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Steve Jobs Man in the Machine
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The Beauty of Maps: Medieval Maps
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Numbers as God
Mathematician Dr Hannah Fry explores the mystery of maths. It underpins so much of our modern world that it's hard to imagine life without its technological advances, but where exactly does maths come from? Is it invented like a language or is it something discovered and part of the fabric of the universe? It's a question that some of the most eminent mathematical minds have been wrestling with. To investigate this question, Hannah goes head first down the fastest zip wire in the world to learn more about Newton's law of gravity, she paraglides to understand where the theory of maths and its practice application collide, and she travels to infinity and beyond to discover that some infinities are bigger than others.
In this episode, Hannah goes back to the time of the ancient Greeks to find out why they were so fascinated by the connection between beautiful music and maths. The patterns our ancestors found in music are all around us, from the way a sunflower stores its seeds to the number of petals in a flower. Even the shapes of some of the smallest structures in nature, such as viruses, seem to follow the rules of maths. All strong evidence for maths being discovered. But there are those who claim maths is all in our heads and something we invented. To find out if this is true, Hannah has her brain scanned. It turns out there is a place in all our brains where we do maths, but that doesn't prove its invented.
Experiments with infants, who have never had a maths lesson in their lives, suggests we all come hardwired to do maths. Far from being a creation of the human mind, this is evidence for maths being something we discover. Then along comes the invention of zero to help make counting more convenient and the creation of imaginary numbers, and the balance is tilted in the direction of maths being something we invented. The question of whether maths is invented or discovered just got a whole lot more difficult to answer
2018 Nature HD
Jaw-dropping exploration of our obsessions with high places and how they have come to capture our imagination. Only three centuries ago, climbing a mountain would have been considered close to lunacy. The idea scarcely existed that wild landscapes might hold any sort of attraction. Peaks were places of peril, not beauty. Why, then, are we now drawn to mountains?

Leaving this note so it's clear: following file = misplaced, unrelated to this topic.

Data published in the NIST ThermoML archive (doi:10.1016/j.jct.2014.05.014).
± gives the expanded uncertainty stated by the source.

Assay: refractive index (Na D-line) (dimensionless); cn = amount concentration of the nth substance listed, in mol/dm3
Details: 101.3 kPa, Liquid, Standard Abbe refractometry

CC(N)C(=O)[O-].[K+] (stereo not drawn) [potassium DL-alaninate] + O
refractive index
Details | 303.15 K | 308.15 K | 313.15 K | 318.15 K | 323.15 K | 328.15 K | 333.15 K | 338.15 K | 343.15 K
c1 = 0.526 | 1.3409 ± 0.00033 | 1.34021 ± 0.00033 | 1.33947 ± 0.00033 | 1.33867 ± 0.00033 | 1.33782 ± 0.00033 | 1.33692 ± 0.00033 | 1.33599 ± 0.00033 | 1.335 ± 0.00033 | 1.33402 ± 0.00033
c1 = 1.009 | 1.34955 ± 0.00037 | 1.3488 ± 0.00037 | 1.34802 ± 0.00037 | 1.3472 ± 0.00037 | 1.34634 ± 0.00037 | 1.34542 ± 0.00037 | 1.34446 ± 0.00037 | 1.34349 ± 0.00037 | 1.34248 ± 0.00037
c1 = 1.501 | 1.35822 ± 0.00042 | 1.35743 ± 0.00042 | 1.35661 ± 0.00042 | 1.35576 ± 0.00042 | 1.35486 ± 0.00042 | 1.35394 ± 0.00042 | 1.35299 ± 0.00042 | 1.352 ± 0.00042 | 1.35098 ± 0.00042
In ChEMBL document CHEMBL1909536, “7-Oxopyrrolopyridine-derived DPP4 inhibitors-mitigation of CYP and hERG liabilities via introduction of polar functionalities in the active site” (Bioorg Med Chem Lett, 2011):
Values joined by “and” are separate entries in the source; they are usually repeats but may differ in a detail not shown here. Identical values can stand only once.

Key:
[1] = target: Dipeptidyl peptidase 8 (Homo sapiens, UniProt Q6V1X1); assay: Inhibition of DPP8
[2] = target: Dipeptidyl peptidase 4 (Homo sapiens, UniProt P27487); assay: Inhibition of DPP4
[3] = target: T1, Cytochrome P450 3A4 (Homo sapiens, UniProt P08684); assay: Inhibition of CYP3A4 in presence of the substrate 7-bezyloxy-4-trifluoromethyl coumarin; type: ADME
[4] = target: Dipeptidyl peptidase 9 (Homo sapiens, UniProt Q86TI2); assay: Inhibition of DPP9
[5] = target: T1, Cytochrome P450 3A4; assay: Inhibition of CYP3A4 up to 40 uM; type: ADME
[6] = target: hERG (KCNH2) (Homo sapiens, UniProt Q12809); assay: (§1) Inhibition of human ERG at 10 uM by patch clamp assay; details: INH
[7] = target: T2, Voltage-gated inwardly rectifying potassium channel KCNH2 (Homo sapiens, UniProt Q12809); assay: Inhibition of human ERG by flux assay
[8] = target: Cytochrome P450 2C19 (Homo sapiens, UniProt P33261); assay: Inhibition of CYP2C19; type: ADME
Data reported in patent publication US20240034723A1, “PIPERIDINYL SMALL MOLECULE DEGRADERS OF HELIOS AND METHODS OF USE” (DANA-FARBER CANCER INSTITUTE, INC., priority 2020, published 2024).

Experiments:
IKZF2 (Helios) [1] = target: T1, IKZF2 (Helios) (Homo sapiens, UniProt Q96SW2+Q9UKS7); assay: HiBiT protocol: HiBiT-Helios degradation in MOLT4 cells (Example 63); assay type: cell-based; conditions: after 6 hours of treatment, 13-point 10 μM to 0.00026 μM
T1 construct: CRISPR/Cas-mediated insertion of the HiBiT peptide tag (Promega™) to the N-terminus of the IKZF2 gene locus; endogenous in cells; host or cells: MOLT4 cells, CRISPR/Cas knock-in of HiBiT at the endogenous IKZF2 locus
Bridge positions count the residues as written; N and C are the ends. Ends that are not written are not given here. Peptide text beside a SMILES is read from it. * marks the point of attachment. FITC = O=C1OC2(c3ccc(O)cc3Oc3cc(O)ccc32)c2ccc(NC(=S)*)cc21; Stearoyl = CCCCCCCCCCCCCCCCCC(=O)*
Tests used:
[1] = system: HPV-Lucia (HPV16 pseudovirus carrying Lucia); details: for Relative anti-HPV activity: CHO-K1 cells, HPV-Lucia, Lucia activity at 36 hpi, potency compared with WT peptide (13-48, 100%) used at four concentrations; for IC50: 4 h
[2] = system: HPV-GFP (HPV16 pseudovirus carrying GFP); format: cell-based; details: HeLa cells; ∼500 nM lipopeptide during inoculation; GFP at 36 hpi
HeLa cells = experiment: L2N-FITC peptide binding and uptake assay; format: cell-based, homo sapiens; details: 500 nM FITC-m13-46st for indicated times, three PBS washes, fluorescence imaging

Filmed by the world's leading high-altitude cinematographers, narrated by William Dafoe and set to a specially curated musical performance by the Australian Chamber Orchestra, Mountain captures the fierce beauty of some of the world's most treacherous landscapes and the awe they inspire.
A Head Full of Dreams
The film offers an in-depth and intimate portrait of the band's spectacular rise from the backrooms of Camden pubs to selling out stadiums across the planet. At the heart of the story is the band's unshakeable brotherhood which has endured through many highs and lows.
Using extensive unseen archive, behind-the-scenes and live footage, 'A Head Full of Dreams' sees the band reflect upon their two decades together. It was filmed during Coldplay's record-breaking A Head Full Of Dreams Tour, which was certified as the third biggest tour of all time, playing to more than 5.5 million fans across the world.
The film is directed by Mat Whitecross - director of Supersonic, the acclaimed 2016 Oasis documentary - who met the four friends at college in London, before they'd even formed the band. From the very first rehearsal in a cramped student bedroom, Whitecross has been there to capture the music and the relationships on tape.
Stevie Wonder: A Musical History
Well-known fans celebrate Stevie Wonder and his music by selecting some of his best-loved songs. Contributors include actor Martin Freeman, singers Alexander O'Neal, James Morrison, Beverley Knight and Corinne Bailey Rae, Gillian Gilbert and Stephen Morris, DJs Ana Matronic, Trevor Nelson and Norman Jay, journalist Sian Pattenden and presenter Emma Dabiri.
Stevie Wonder is one of the dominant figures in American music, a multi-faceted genius whose music has permeated popular culture, and he is not short of celebrity fans. His musical achievements are lauded in this anthology of his greatest hits.
The turbulent life of soul and blues singer, the late Joe Cocker. A former gas fitter from Sheffield, catapulted to world stardom in 1969 at Woodstock with his legendary performance of the Beatles song, 'A Little Help from My Friends'. But in the early 1970s, Joe Cocker's inner demons nearly killed him. Overcoming his struggles with alcohol and drugs, he rebuilt his reputation as 'one of the great primal rock and roll vocalists of all time' (Billy Joel).
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